My Nazi allusion was not a gratuitous insult, for throughout the Motherland, Putin’s supporters have taken to wearing the infamous ‘Z’, a recognition symbol first seen on tanks in Ukraine, as a sign of honour. Banners, clothes and cars have appeared with the intimidating ‘Z’, while known opponents of the regime have reportedly had it daubed on their doors at night. I am sure the only reason for the absence of branded armbands is that they don’t work well in the era of T shirts, hoodies and sweatshirts.
We should remember that in Russia, ‘Z’ is not regarded as merely a letter from our Western alphabet, for the Russians write in Cyrillic. Swastika-like, its use goes some way to refute the baseless accusations of fascism in Kyiv, for the ‘Z’ has become as much a badge as the Nazi Hakenkreuz. Watch out soon for book burning and flaming torches.
The week has seen two Russian missile strikes in Western Ukraine, close to the Polish frontier. Strategically, these are designed to alarm and deter the more nervous members of NATO, horrified at being pulled into a wider war. Tactically, the two attacks on a military base at Yavoriv, fifteen miles from Poland, and a hangar at Lviv airport, had a specific purpose. Russia is clearly hurting from the flow of anti-tank missiles and air defence rockets from elsewhere into Ukraine. There are already more Western anti-tank systems in the hands of Zelensky’s lions, than Russia has armoured vehicles deployed in its “special military operation”. Let that sink in.
The Russian premier is losing touch with reality
Thus, the Kremlin’s mitigation tactics are to interrupt the supply of these munitions from the West. They don’t know the exact routes the munitions take, but can guess where the storage and training facilities might be. These rocket attacks also illustrate why a No Fly Zone is a bad idea. Mr Zelensky has asked for one, knowing he will not get it. Such a request might be summarised as Page One of The Art of the Deal, good negotiation tactics. Ask for the Moon, and you will end up getting something worthwhile.
However, sympathisers in the West have become furious at NATO and the UN for refusing to accede. They overlook that a No Fly Zone applies equally to both sides. Neither Putin’s helicopters and jets, nor Zelensky’s aircraft and Turkish-supplied “Bayraktar” TB2 drones, which are doing so much damage, could fly. NATO, or whoever else was to enforce it, would be obliged to shoot down anything in the sky, yet Russia’s armour and artillery could still manoeuvre, unimpeded.
Neither will a NFZ necessarily eliminate every reconnaissance drone, mostly assembled from non-ferrous components, which guide the strikes of Russian ground-based forces, and are notoriously slippery to detect and destroy. Therefore, a No Fly Zone would provide a welcome advantage to Moscow while conferring none to Kyiv.
Furthermore, the first batch of cruise missiles launched on Yavoriv were released from within Russian airspace, and the second, from the Black Sea, both outside the area of any proposed NFZ. This illustrates how the conflict is already leaking beyond Ukraine’s borders and the longer it continues, the more difficult that overspill will be to contain.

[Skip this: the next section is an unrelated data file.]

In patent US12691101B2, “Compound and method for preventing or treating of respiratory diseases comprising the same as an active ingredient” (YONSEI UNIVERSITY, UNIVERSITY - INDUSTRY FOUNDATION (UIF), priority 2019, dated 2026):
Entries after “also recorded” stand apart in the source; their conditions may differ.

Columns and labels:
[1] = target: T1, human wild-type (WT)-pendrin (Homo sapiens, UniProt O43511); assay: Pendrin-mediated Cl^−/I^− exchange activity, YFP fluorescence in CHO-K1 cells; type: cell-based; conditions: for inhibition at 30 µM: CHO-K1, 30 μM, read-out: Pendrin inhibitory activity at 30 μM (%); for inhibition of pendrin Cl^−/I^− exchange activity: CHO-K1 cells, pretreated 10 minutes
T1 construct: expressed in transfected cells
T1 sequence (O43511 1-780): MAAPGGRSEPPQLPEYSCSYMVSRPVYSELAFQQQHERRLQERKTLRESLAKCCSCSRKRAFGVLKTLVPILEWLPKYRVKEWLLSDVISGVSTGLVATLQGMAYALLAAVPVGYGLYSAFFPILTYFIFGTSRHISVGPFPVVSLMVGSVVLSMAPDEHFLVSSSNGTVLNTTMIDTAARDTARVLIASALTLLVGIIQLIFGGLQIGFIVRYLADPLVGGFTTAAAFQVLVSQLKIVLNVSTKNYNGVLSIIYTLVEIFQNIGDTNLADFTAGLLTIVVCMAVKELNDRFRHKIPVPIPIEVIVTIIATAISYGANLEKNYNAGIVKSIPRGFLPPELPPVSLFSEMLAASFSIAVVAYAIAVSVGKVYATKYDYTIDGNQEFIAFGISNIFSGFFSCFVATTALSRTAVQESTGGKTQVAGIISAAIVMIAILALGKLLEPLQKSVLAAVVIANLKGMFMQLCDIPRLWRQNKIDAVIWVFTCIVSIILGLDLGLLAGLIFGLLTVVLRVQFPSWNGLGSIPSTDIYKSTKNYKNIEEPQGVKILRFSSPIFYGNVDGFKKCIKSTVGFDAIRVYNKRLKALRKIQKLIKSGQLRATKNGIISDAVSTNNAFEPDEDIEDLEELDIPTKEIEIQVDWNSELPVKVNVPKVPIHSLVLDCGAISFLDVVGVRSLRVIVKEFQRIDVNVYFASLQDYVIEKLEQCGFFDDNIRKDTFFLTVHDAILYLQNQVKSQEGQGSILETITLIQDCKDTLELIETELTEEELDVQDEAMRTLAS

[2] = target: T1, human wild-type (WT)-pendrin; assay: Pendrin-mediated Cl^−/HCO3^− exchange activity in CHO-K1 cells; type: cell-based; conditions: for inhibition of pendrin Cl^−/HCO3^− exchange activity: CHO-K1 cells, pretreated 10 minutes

Well-meaning souls around the world have since pronounced on the feasibility of shooting down cruise missiles. As yet, there is no fool-proof method of accounting for every precision-guided weapon launched. When they are hit, the explosive force of two rockets colliding scatters lethal damage over a wide radius. Ukrainians have already died from the debris of Russian rockets falling to earth. I suspect the moment the first Russian aircraft, rocket or even drone, was destroyed, Moscow in its current belligerent mood, would treat this as escalation, and thus a ticket to much wider strife.
Besides, who would perform any No Fly Zone air policing, with its requirement for ground-based radar and airborne warning and reporting systems? Not many nations possess such kit. Whoever, would have to gain Russian acquiescence in a UN forum, which is not on the immediate horizon. A No Fly Zone is simply not going to happen, unless part of a wider peace plan in future months.
Meanwhile, Putin’s utterances increasingly support the notion, to put it politely, that the Russian premier is losing touch with reality. His loyal diplomats around the world, including Vassily Nebenzia, Russia’s envoy to the United Nations in New York, have been obliged to parrot their leader’s insane rhetoric, to the increasing incredulity of journalists.
Dear old Vassily, whose mellifluous accent is pure Cold War Soviet-spy, managed to casually dismiss accusations of war crimes in Mariupol as “fake news”. The term of course, was heavily promoted during the Trump presidency and elsewhere to mean “news with which I disagree”. I am sure the history books of 2122 will feature chapters headed with these two words to summarise our information age. We can only marvel at the speed of karma, for the phrase, now uttered by a Russian in the Big Apple, has come full circle, to bite back at the nation where it was born.